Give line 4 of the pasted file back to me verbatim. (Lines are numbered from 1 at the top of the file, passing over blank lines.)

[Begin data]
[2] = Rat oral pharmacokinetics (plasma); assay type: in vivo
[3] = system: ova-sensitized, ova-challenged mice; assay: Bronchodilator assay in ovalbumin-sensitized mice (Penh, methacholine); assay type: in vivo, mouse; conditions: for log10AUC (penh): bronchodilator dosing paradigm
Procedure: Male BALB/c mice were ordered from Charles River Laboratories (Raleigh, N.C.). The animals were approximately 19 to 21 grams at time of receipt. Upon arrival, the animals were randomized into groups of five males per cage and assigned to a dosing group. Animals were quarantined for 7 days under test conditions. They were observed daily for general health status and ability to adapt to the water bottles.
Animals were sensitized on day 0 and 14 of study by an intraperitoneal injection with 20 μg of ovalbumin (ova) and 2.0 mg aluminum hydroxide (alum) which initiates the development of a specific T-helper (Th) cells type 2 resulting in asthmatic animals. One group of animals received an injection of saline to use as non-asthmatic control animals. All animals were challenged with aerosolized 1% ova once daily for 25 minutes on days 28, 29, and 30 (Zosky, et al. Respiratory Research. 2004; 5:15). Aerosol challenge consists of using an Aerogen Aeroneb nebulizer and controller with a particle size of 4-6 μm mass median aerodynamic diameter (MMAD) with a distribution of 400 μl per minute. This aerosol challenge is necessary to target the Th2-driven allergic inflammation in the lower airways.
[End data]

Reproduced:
Animals were sensitized on day 0 and 14 of study by an intraperitoneal injection with 20 μg of ovalbumin (ova) and 2.0 mg aluminum hydroxide (alum) which initiates the development of a specific T-helper (Th) cells type 2 resulting in asthmatic animals. One group of animals received an injection of saline to use as non-asthmatic control animals. All animals were challenged with aerosolized 1% ova once daily for 25 minutes on days 28, 29, and 30 (Zosky, et al. Respiratory Research. 2004; 5:15). Aerosol challenge consists of using an Aerogen Aeroneb nebulizer and controller with a particle size of 4-6 μm mass median aerodynamic diameter (MMAD) with a distribution of 400 μl per minute. This aerosol challenge is necessary to target the Th2-driven allergic inflammation in the lower airways.